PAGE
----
“In medicine, you have a chance to make a real difference in peoples’ lives and I am privileged to play that role.” When you deal with life and death, Carson said, you begin to understand that the things you think are problems are not really problems at all. “When I open that scalp, take that skull off and open that brain, I can’t tell where people come from. It’s all the same. Even if our ancestors came to this country in different boats, we’re all in the same boat now. Maybe we’re in different parts of the boat, but the people in first class on the Titanic went down, too. We all have to care about each other. Who would want a bouquet if every flower was exactly the same? Who would want to get up in the morning if everyone looked exactly like you?”

Recalling his childhood, Carson continued, “I was perhaps the worst fifth grade student you have ever seen. My nickname was ‘dummy,’ and I really didn’t know anything. Then my mother instituted what my brother and I considered child abuse—she turned off the television and required us to read two books and write a report every single week.”

Carson’s mother, who was one of 24 children, could not read during Carson’s childhood. (She has since taught herself to read, earned a higher ed. degree, developed a career in interior design, and received an honorary doctorate.) Yet, every week, she would “read” and place check-marks on her two boys’ reports, and spur them on to learn more and do better. “Within 18 months, I went from the bottom to the top of my class,” said Carson.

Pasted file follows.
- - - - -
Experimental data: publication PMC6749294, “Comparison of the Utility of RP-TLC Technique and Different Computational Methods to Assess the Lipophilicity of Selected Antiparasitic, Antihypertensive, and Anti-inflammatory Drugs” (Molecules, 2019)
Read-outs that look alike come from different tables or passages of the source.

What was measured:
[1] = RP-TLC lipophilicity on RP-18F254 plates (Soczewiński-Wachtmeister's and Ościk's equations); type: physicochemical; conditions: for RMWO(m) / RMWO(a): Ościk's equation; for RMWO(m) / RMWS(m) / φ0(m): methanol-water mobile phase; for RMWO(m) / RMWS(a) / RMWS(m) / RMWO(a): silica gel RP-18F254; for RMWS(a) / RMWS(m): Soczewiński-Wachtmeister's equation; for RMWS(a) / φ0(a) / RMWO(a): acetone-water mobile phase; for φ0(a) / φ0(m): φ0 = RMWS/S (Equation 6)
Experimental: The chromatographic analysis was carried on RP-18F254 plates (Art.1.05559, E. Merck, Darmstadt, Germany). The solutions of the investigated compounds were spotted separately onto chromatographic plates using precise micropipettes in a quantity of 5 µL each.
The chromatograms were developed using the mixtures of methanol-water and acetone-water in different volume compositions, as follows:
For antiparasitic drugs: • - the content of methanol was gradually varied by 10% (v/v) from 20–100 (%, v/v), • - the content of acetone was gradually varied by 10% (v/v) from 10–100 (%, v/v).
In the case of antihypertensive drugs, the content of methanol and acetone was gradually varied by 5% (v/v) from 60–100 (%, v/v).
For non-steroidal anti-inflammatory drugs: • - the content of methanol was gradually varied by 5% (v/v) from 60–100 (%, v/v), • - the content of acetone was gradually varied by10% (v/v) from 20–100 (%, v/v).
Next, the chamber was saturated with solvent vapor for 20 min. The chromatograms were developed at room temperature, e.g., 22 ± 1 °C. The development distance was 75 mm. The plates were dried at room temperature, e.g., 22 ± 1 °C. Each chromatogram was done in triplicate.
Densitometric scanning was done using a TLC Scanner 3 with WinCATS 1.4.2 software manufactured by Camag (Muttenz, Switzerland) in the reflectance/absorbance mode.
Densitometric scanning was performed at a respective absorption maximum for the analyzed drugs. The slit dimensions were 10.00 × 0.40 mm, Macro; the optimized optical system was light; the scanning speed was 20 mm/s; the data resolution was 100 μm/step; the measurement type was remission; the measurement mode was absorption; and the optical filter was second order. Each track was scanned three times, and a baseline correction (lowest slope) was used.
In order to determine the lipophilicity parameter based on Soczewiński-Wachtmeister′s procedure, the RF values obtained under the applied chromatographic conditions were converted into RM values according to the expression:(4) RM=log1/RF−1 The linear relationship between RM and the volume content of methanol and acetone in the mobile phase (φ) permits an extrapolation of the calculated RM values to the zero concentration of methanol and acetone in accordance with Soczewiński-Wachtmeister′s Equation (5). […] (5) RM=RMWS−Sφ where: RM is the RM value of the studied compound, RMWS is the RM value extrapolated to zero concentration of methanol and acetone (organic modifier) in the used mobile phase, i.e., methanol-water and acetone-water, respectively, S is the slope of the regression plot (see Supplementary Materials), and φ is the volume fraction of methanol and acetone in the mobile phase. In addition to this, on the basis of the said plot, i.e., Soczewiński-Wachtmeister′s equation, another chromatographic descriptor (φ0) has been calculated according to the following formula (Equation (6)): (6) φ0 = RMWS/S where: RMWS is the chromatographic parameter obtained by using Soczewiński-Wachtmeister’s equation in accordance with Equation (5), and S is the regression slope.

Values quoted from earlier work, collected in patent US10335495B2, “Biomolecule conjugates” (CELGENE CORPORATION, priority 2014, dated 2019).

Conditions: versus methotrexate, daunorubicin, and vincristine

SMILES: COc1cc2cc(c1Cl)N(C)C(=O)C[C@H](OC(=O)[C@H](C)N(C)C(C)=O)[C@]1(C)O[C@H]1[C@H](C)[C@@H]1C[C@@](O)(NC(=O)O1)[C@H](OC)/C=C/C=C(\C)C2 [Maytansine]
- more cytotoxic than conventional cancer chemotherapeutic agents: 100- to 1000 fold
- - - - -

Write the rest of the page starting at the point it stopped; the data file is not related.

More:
“Dr. Martin Luther King Jr., was about people—recognizing people for who they are, recognizing them for the content of their character rather than the color of their skin. Today, Dr. King would have been interested in knowing if the life he led made the lives of others better.”

Carson said he and wife, Candy, have tried to make a difference in their own way by starting the Carson Scholars Fund. They now have more than 600 scholars in fourth to twelfth grade. He said the students have to be serious about their studies and be good people interested in serving their community. “We invest in a $1,000 trust fund for each one, give them a medal, and their school a trophy as big as any sports trophy you’ll see,” said Carson who says their goal is to take the program nationwide. “We want to say it’s okay to be smart. It’s okay to be nice.

“We all have to be out for each other. We all have to be interested in each other. That’s how you create family and community.

“My motto is THINK BIG:

T is for Talent

H is for Honesty

I is for Insight

N is for Nice—be nice to people!

K is for Knowledge.

B is for Books.

I is for In-depth Learning.

G is for God.

“Go forth with knowledge to live by godly principles, and so become valuable to people around you. Then, we will have one nation under God, indivisible, with liberty and justice for all.”


The 15th annual U-M Reverend Martin Luther King Jr. symposium, “Honoring Challenging and Living,” represents what associate vice provost John Matlock calls, “by far the largest and most comprehensive observation of MLK day in the country, especially among colleges and universities.”

While we can’t possibly cover them all, The “Record” will continue to feature many of the 65 events spanning Jan. 7–Feb. 28, with stories on topics ranging from the roots of soul food to culturally sensitive research.